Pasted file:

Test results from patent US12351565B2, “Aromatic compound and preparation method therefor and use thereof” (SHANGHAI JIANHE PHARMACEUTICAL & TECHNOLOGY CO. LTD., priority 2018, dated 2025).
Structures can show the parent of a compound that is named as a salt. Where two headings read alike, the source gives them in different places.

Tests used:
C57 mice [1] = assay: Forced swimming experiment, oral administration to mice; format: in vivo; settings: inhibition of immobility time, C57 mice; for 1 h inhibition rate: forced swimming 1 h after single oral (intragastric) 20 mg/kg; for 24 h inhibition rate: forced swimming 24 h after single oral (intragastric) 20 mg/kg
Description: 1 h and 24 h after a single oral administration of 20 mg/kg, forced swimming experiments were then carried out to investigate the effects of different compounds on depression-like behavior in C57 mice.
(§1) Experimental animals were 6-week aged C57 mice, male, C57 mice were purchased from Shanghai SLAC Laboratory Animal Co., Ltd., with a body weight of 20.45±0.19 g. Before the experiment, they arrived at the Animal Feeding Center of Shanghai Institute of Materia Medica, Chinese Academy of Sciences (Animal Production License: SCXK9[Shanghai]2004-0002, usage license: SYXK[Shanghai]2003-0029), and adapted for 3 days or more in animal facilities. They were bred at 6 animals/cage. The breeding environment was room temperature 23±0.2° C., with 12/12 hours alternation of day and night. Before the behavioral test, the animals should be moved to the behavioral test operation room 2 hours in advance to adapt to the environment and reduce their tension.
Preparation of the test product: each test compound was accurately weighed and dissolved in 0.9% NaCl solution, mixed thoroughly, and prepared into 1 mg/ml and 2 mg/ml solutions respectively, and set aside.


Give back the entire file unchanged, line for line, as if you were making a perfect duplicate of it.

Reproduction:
Test results from patent US12351565B2, “Aromatic compound and preparation method therefor and use thereof” (SHANGHAI JIANHE PHARMACEUTICAL & TECHNOLOGY CO. LTD., priority 2018, dated 2025).
Structures can show the parent of a compound that is named as a salt. Where two headings read alike, the source gives them in different places.

Tests used:
C57 mice [1] = assay: Forced swimming experiment, oral administration to mice; format: in vivo; settings: inhibition of immobility time, C57 mice; for 1 h inhibition rate: forced swimming 1 h after single oral (intragastric) 20 mg/kg; for 24 h inhibition rate: forced swimming 24 h after single oral (intragastric) 20 mg/kg
Description: 1 h and 24 h after a single oral administration of 20 mg/kg, forced swimming experiments were then carried out to investigate the effects of different compounds on depression-like behavior in C57 mice.
(§1) Experimental animals were 6-week aged C57 mice, male, C57 mice were purchased from Shanghai SLAC Laboratory Animal Co., Ltd., with a body weight of 20.45±0.19 g. Before the experiment, they arrived at the Animal Feeding Center of Shanghai Institute of Materia Medica, Chinese Academy of Sciences (Animal Production License: SCXK9[Shanghai]2004-0002, usage license: SYXK[Shanghai]2003-0029), and adapted for 3 days or more in animal facilities. They were bred at 6 animals/cage. The breeding environment was room temperature 23±0.2° C., with 12/12 hours alternation of day and night. Before the behavioral test, the animals should be moved to the behavioral test operation room 2 hours in advance to adapt to the environment and reduce their tension.
Preparation of the test product: each test compound was accurately weighed and dissolved in 0.9% NaCl solution, mixed thoroughly, and prepared into 1 mg/ml and 2 mg/ml solutions respectively, and set aside.